In spite of all this, the president is headed to Tel Aviv. The anti-Obama peace-process skeptics can’t help but gloat. As Barry Rubin, a conservative, pro-Israel American pundit put it on his Facebook page: “I think we have just won a huge victory … Obama has admitted defeat on trying to bully, manipulate, or pressure Israel.”
The White House doesn’t want this trip to be about Netanyahu or his new government. That’s why Obama will address Israeli college students in a convention hall rather than speak to politicians in the Knesset. But when it comes to how this trip will be perceived in Israel, it will be all about Netanyahu and his political fortunes. Netanyahu will be seen as the victor in his battle with Obama, rewarded not only for defying—or standing strongly against, depending on one’s political perspective—an American president. And Netanyahu will learn one powerful lesson from Obama’s visit: I don’t have to do anything on the Palestinian issue. I can continue to expand settlements, focus solely on Iran, and insult the U.S. president, and he will still come and thank me with a two-day dog-and-pony show.
It’s clear why the White House wants to avoid the thorny Israeli-Palestinian disputes of Jerusalem, settlements, and refugees. Past presidents have expended enormous time and energy on the matter and failed miserably. The last time Obama tried to articulate some guiding principles on borders, he got shouted down by Bibi. The United States “will always continue to be engaged in this process in terms of trying to move it forward,’’ Rhodes told reporters in a pretrip briefing that illustrated just how radically Obama has scaled back his ambitions since September 2010, when he said he thought peace could be achieved within a year.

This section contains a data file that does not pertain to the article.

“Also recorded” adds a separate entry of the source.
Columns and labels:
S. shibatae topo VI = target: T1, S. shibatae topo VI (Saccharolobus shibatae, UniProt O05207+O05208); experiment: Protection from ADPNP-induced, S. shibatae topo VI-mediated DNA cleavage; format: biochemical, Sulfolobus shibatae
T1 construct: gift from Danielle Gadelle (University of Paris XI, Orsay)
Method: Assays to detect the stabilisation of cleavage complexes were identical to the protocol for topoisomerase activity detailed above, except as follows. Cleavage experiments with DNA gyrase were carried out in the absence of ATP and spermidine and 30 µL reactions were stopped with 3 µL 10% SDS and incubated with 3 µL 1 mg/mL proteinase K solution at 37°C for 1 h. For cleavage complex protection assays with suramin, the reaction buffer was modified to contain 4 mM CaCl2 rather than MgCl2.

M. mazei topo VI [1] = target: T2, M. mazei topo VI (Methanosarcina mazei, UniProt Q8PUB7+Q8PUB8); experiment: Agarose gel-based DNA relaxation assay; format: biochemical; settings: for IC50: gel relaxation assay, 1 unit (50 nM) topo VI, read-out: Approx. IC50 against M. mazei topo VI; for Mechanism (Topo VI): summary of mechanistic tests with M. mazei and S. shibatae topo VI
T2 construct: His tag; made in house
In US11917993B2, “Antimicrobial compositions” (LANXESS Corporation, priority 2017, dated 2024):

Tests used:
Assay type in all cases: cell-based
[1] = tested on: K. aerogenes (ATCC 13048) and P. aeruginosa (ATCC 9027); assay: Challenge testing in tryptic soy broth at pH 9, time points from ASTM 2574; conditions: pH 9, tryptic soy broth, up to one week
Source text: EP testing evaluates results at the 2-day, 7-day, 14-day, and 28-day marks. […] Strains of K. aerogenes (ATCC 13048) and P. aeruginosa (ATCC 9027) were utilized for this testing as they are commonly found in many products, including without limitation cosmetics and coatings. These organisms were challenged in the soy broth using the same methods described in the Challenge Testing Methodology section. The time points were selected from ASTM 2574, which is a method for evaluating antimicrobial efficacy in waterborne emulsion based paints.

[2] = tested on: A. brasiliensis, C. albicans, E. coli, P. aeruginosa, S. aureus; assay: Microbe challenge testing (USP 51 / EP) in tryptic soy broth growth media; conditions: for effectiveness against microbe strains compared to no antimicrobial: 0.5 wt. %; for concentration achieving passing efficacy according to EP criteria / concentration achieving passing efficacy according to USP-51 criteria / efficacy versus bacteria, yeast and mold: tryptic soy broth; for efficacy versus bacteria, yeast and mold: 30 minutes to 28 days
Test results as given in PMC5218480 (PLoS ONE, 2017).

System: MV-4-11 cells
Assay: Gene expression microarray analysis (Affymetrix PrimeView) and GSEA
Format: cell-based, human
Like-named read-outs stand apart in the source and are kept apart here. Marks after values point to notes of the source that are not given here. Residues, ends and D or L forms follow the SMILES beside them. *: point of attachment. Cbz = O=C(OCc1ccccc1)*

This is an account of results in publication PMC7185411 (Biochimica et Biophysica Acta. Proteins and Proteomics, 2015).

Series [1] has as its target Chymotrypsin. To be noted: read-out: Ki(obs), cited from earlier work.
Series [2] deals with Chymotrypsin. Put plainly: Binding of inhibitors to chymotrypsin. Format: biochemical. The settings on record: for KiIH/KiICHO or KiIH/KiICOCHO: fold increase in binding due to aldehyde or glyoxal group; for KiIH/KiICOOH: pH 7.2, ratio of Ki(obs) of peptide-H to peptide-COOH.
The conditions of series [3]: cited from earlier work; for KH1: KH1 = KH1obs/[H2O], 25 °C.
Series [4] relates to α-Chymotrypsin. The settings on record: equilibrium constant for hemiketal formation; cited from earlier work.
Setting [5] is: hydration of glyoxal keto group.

So why is Obama going? Is it really an attempt at “repairing relations with America’s primary Middle East ally” as the Washington Post’s Scott Wilson wrote? Or as Jeffrey Goldberg wrote in a column for Bloomberg, to reintroduce himself to Israelis and convey to them that he understands their situation? Perhaps. But if it is, then this is truly a waste of time. Just as Defense Secretary Chuck Hagel—whose nomination was held up by those who worried he wasn’t pro-Israel enough—wasn’t running for Israeli defense minister, Obama isn’t running for Israeli office (or any office for that matter). And anyone who knows Israelis and their current mindset on the Palestinians (Palestinians, who?) knows that a little ego stroking isn’t going to get that population behind a peace deal.
That doesn’t mean the trip couldn’t do some good. While the president is there ostensibly repairing the relationship with Israelis who've felt jilted, Obama may be sending an important signal to Tehran. The message: Just because I can’t stand Bibi doesn’t mean I won’t stand with him in preventing you from getting a nuclear weapon.
Since Obama is making the 12-hour flight, there’s one important thing he can accomplish if he wants to achieve something beyond simply making Israelis feel good. When he delivers his speech in Jerusalem on Thursday, he can remind Israelis that if they want their nation to be a nation like all others—one with internationally accepted borders, no longer targeted by divestment campaigns, and not facing a possible third Intifada—they need to stop saying they have no partner and make peace with Palestinian President Mahmoud Abbas before it is too late. And if they can do that, he looks forward to coming back a second time as president—when they have a peace deal to sign.
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